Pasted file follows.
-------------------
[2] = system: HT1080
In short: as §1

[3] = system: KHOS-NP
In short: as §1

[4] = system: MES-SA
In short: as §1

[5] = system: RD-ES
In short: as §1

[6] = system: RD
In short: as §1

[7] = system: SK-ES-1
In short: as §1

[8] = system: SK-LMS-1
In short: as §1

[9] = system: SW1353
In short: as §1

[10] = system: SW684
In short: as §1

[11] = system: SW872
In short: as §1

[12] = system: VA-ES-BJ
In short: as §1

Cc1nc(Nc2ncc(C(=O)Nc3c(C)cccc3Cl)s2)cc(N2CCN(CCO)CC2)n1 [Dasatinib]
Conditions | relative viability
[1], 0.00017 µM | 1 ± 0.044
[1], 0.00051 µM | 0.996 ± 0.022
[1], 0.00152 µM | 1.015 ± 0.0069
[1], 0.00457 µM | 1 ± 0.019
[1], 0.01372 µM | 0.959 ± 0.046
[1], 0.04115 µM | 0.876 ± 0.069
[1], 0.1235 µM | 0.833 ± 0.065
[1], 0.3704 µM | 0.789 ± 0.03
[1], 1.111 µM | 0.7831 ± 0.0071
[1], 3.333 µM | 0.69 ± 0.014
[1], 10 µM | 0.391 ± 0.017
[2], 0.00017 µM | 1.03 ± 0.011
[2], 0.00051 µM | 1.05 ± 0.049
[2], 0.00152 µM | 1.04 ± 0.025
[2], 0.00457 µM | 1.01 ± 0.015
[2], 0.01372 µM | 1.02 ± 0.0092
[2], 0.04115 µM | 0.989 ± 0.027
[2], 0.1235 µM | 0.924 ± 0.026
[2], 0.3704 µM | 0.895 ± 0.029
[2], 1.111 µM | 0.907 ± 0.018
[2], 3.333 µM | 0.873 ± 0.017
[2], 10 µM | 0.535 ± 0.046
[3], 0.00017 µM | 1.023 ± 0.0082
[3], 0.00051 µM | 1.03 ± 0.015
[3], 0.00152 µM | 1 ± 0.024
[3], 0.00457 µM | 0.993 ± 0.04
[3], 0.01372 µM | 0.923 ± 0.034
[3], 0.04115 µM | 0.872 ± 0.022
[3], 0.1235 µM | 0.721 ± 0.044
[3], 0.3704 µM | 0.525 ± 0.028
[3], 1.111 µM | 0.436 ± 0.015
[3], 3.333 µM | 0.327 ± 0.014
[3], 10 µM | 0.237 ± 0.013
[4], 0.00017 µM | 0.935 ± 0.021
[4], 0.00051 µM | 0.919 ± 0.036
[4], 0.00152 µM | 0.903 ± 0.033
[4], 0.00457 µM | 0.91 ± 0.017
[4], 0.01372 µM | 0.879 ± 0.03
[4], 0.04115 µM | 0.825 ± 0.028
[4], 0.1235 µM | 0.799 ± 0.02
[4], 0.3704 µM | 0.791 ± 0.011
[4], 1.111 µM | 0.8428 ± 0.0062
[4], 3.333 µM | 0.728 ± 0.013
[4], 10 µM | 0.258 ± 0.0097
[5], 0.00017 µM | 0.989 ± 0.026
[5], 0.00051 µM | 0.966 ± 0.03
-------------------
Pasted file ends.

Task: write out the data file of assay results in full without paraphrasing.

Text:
[2] = system: HT1080
In short: as §1

[3] = system: KHOS-NP
In short: as §1

[4] = system: MES-SA
In short: as §1

[5] = system: RD-ES
In short: as §1

[6] = system: RD
In short: as §1

[7] = system: SK-ES-1
In short: as §1

[8] = system: SK-LMS-1
In short: as §1

[9] = system: SW1353
In short: as §1

[10] = system: SW684
In short: as §1

[11] = system: SW872
In short: as §1

[12] = system: VA-ES-BJ
In short: as §1

Cc1nc(Nc2ncc(C(=O)Nc3c(C)cccc3Cl)s2)cc(N2CCN(CCO)CC2)n1 [Dasatinib]
Conditions | relative viability
[1], 0.00017 µM | 1 ± 0.044
[1], 0.00051 µM | 0.996 ± 0.022
[1], 0.00152 µM | 1.015 ± 0.0069
[1], 0.00457 µM | 1 ± 0.019
[1], 0.01372 µM | 0.959 ± 0.046
[1], 0.04115 µM | 0.876 ± 0.069
[1], 0.1235 µM | 0.833 ± 0.065
[1], 0.3704 µM | 0.789 ± 0.03
[1], 1.111 µM | 0.7831 ± 0.0071
[1], 3.333 µM | 0.69 ± 0.014
[1], 10 µM | 0.391 ± 0.017
[2], 0.00017 µM | 1.03 ± 0.011
[2], 0.00051 µM | 1.05 ± 0.049
[2], 0.00152 µM | 1.04 ± 0.025
[2], 0.00457 µM | 1.01 ± 0.015
[2], 0.01372 µM | 1.02 ± 0.0092
[2], 0.04115 µM | 0.989 ± 0.027
[2], 0.1235 µM | 0.924 ± 0.026
[2], 0.3704 µM | 0.895 ± 0.029
[2], 1.111 µM | 0.907 ± 0.018
[2], 3.333 µM | 0.873 ± 0.017
[2], 10 µM | 0.535 ± 0.046
[3], 0.00017 µM | 1.023 ± 0.0082
[3], 0.00051 µM | 1.03 ± 0.015
[3], 0.00152 µM | 1 ± 0.024
[3], 0.00457 µM | 0.993 ± 0.04
[3], 0.01372 µM | 0.923 ± 0.034
[3], 0.04115 µM | 0.872 ± 0.022
[3], 0.1235 µM | 0.721 ± 0.044
[3], 0.3704 µM | 0.525 ± 0.028
[3], 1.111 µM | 0.436 ± 0.015
[3], 3.333 µM | 0.327 ± 0.014
[3], 10 µM | 0.237 ± 0.013
[4], 0.00017 µM | 0.935 ± 0.021
[4], 0.00051 µM | 0.919 ± 0.036
[4], 0.00152 µM | 0.903 ± 0.033
[4], 0.00457 µM | 0.91 ± 0.017
[4], 0.01372 µM | 0.879 ± 0.03
[4], 0.04115 µM | 0.825 ± 0.028
[4], 0.1235 µM | 0.799 ± 0.02
[4], 0.3704 µM | 0.791 ± 0.011
[4], 1.111 µM | 0.8428 ± 0.0062
[4], 3.333 µM | 0.728 ± 0.013
[4], 10 µM | 0.258 ± 0.0097
[5], 0.00017 µM | 0.989 ± 0.026
[5], 0.00051 µM | 0.966 ± 0.03